Singer is invited home by his "pretty young lass." She pushes him in the hog-tub and, had not a friend come by to save him, he would have drowned. He takes his love to a dance. He defends kissing: if bad it would not have approval of parsons and ladies.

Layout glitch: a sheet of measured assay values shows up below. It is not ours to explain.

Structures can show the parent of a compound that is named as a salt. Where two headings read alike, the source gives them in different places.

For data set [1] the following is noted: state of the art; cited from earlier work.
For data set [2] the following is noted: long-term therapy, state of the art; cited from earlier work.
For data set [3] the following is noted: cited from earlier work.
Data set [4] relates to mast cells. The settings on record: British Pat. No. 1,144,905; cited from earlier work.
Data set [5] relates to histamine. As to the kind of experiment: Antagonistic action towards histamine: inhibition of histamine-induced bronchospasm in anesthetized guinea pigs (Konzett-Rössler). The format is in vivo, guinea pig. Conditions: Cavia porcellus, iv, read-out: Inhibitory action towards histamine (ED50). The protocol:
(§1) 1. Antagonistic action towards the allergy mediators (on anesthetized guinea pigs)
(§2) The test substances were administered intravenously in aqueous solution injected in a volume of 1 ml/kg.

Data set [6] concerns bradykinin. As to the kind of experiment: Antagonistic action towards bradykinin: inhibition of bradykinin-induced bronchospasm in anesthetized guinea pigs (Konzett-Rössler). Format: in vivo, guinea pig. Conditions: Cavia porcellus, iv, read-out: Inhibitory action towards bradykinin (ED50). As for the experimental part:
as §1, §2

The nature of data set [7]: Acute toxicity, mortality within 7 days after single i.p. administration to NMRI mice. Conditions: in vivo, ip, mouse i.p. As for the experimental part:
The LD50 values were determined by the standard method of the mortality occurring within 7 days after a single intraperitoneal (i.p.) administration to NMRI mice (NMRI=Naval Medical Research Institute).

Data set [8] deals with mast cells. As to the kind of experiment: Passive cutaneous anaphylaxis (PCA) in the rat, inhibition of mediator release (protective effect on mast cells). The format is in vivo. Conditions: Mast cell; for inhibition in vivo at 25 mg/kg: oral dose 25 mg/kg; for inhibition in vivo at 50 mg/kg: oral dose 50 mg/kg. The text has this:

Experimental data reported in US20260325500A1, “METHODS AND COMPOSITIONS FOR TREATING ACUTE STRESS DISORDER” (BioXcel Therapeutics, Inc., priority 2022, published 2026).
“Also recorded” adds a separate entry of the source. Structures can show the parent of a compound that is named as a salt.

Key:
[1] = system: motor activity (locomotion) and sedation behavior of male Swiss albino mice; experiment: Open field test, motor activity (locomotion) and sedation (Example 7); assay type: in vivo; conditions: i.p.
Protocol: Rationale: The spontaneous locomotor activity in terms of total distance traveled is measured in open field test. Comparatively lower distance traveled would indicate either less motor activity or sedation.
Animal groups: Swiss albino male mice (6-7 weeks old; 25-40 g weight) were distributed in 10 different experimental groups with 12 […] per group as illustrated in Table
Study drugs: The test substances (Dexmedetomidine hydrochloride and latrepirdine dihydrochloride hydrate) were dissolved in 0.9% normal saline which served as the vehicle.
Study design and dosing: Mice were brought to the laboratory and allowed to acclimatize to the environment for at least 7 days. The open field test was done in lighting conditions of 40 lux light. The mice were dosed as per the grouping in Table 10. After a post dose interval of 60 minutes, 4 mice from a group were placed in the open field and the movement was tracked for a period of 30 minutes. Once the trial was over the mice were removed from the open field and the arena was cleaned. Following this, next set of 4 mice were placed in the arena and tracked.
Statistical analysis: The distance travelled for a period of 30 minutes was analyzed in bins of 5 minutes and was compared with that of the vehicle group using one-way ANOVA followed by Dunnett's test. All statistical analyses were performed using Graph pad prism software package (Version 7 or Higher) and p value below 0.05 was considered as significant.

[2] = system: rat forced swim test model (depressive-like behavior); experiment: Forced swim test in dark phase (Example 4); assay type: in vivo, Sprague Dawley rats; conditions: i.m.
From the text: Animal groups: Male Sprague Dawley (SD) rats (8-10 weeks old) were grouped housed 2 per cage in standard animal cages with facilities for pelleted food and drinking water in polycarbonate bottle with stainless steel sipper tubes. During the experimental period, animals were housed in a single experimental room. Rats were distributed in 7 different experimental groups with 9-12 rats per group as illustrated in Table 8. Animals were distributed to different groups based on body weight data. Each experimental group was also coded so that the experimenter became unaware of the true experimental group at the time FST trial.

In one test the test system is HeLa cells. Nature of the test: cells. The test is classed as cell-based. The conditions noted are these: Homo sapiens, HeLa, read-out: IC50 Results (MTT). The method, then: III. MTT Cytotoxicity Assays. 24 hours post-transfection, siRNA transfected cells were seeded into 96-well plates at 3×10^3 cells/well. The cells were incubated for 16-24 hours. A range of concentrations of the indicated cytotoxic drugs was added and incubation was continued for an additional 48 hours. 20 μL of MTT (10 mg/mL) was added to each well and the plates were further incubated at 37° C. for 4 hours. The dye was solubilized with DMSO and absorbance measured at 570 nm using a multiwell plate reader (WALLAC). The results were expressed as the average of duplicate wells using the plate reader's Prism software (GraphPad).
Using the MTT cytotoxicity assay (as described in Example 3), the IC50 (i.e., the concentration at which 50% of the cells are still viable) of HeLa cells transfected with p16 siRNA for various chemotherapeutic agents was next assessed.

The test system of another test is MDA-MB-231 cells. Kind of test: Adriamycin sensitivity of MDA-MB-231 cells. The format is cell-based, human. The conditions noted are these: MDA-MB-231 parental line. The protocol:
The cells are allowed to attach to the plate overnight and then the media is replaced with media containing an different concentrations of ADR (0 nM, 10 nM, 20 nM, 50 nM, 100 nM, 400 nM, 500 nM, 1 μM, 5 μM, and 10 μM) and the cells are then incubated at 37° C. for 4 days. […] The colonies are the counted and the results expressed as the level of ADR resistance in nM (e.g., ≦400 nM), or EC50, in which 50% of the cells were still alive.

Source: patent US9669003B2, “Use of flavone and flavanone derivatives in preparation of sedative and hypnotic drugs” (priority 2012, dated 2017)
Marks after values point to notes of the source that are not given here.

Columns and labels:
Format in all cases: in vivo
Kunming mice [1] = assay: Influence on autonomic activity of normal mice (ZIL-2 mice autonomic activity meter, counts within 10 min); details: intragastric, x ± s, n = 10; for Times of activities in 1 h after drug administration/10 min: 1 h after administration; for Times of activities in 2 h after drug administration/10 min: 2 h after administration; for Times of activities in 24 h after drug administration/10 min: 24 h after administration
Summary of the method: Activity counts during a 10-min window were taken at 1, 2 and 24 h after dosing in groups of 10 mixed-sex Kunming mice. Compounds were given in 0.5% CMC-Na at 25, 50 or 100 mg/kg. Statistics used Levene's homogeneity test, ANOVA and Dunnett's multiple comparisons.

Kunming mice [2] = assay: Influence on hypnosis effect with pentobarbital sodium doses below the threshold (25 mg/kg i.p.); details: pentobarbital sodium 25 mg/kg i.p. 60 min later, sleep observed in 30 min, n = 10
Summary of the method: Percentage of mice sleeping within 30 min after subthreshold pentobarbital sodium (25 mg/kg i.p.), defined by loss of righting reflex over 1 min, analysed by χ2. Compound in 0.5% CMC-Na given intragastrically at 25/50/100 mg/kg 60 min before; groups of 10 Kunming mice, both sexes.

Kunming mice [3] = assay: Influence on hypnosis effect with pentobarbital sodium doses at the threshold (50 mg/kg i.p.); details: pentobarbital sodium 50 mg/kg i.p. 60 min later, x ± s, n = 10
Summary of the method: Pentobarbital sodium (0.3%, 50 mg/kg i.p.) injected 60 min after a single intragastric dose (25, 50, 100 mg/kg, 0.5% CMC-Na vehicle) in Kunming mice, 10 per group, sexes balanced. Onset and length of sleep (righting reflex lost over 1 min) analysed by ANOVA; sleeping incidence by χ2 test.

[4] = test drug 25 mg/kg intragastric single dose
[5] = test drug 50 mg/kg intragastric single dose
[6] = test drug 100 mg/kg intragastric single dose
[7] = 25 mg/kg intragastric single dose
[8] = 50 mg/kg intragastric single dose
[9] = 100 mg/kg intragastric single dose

Opie-Oxford2 298, "It's once I courted as pretty a lass" has only the first verse. The description is from broadside Bodleian Firth b.33(36). - BS
There is a very complicated situation here, with "The Hog-Tub" sharing lyrics with "Kissing's No Sin (I)," which shares them with "The Mautman." I have no idea how these strands are to be disentangled. For more, see the notes to "Kissing's No Sin (I)." - RBW